As you see, you can write poems for kids yourself or find existing ones. Baby rhymes should be short but carry a friendly message; at the same time, children's nursery rhymes should be age appropriate and interesting to a child. Check for a full list of nursery rhymes for children here.
There is another great way of promoting poetry and storytelling – riddles for kids. Moreover, you can use it for your “Sacred tree” to bring variety. Below is an example of funny riddles for kids.
Funny Riddle for toddlers
If it’s rain you want to hear,
You have to listen with your ___ (Ears)
If you want to clear some land,
Be ready to use your ___ (Hands)
To see an amazing flower with your ___(Eyes)
Don’t look up in the sky
Look here in the forest,
As you are a famous florist,
Smell the flower with your ____(Nose)
And freeze in this pose!
It can be a great rhyming activity for your child. You can add physical movements as you read them out, that will help a child to better memorize it, and undoubtedly, be a great exercise for both of you. In addition, you can try another rhyming game below.
Take a child on a "rhyming hunt"
Another great rhyming game is "Rhyming hunt". Take a bag or your magic box and go on a house hunt with your child! Look for small objects that you can put in your bag, check the fridge and the shelves, check under the bed. Collect at least ten objects - for example - socks, candles, bananas, pencils, dolls...it can be anything!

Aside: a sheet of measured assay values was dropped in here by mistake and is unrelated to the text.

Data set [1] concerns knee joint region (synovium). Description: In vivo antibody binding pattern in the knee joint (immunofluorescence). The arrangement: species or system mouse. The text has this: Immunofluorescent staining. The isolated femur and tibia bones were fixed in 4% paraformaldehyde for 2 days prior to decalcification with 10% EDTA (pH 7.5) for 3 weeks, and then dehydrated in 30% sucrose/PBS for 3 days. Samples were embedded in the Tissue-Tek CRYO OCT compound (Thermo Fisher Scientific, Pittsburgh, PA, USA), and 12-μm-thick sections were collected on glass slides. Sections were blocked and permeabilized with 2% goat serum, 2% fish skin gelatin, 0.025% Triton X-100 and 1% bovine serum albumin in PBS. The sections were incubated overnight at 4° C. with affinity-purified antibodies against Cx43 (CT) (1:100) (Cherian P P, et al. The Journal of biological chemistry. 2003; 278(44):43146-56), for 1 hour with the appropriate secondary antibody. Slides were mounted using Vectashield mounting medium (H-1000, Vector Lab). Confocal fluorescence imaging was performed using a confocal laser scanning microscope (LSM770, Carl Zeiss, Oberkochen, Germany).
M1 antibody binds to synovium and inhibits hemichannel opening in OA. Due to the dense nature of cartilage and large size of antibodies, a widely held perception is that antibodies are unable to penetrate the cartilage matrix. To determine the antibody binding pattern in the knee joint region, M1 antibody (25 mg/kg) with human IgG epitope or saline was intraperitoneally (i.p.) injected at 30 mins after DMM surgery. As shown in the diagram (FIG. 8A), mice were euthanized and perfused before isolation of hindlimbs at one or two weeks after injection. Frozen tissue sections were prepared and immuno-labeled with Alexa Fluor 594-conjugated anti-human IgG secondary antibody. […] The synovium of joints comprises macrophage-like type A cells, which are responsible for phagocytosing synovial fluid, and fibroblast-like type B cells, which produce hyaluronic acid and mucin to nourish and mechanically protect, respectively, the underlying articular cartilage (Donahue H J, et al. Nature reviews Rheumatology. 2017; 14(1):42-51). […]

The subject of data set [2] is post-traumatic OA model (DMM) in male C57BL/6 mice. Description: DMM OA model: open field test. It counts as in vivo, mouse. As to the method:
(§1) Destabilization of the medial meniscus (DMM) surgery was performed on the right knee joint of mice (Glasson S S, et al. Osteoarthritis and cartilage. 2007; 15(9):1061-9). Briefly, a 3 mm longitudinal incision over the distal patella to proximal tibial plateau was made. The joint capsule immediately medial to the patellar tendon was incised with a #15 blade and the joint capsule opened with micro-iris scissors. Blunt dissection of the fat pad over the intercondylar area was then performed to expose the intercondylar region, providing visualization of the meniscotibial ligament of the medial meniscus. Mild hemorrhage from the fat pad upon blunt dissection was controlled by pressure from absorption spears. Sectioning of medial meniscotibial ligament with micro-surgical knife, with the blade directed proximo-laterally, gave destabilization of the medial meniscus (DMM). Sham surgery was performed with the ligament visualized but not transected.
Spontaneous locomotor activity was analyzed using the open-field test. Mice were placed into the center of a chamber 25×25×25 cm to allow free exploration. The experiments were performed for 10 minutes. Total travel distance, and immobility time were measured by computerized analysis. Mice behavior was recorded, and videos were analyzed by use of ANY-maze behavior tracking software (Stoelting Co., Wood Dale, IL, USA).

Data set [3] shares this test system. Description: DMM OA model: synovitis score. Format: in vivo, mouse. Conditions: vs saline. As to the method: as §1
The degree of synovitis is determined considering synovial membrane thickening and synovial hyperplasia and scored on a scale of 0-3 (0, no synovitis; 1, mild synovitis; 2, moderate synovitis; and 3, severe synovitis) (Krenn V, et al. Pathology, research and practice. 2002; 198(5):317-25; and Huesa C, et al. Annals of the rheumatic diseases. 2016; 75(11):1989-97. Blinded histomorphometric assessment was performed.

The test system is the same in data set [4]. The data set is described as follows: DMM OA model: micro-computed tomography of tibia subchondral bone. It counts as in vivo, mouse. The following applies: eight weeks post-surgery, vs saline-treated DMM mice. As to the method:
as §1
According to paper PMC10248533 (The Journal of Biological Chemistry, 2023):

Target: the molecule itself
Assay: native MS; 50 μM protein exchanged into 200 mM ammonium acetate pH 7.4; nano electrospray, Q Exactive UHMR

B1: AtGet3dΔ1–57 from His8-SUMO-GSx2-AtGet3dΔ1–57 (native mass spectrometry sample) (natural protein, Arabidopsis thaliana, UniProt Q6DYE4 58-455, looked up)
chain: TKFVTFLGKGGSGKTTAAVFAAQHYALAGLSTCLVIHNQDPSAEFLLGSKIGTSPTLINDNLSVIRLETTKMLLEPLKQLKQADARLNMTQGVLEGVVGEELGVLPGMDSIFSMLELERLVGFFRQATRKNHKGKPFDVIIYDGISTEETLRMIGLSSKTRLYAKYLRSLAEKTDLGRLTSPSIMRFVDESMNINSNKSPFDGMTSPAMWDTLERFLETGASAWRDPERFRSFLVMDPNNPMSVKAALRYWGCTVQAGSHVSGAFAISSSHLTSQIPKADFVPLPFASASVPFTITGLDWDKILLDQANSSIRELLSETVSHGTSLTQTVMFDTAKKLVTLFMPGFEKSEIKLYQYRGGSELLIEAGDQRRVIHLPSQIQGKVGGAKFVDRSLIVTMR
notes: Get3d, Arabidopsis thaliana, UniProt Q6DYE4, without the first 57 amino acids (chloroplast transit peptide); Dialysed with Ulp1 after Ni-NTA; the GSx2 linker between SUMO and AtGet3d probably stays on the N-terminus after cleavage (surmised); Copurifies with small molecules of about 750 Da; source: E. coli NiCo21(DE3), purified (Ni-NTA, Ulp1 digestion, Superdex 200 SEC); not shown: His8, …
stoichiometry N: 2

Then, get the object out of the bag one by one. Each player should get one object at a time. If there are only you and your child playing - just take turns! Let's imagine your child starts first with a "sock", ask your child what does this word rhyme to. For example, it can be a clock, a wok, a block, a frog, a dog and so on. Ask your child to make his/her own nursery rhyme from existing rhyming words. For instance:
A frog had a red sock,
Which she stole from a black dog,
A black dog came to the frog,
To get back his red sock.
Here you are! You created your own nursery rhyme for children!
Now it's your turn to pick an object. Don't hesitate to ask your child for help to find which words the object rhymes to. Have fun creating nursery rhymes!
Add some actions and movements to your rhymes
Try to add some actions and movement to your nursery rhymes. Stand up and together with your child play actions out - for instance, show how a frog pulls the sock on, how a dog walks to see a frog, etc. Enjoy the process!
Make this rhyming game mysterious
If your child enjoys mysteries and guessing games you can slightly modify rules of this rhyming game. Collect items yourself and put them in the bag. Ask your child if he/she wants to play with you in a mystery game (as always you need to interest your child in participating). Your child should close his/her eyes and pick an object and without opening his/her eyes tell you what it is.
The only hints you are allowed to tell him/her are words that the object is rhyming to. When a child guesses the object they need to make up a nursery rhyme with all rhyming words. Then it's your turn to pick the object. You need to close your eyes and your child should give you hints as he/she can see the object.
Your child should name all the words the object is rhyming to. Then you should make up a nursery rhyme with available rhyming words. Children love mystery and guessing games, therefore, this one will be so much fun to play!
In conclusions, rhyming games and activities are a great way of teaching your child reading. They promote early literacy, increase a child's vocabulary (as they are so easy to remember) and are so entertaining and fun to play.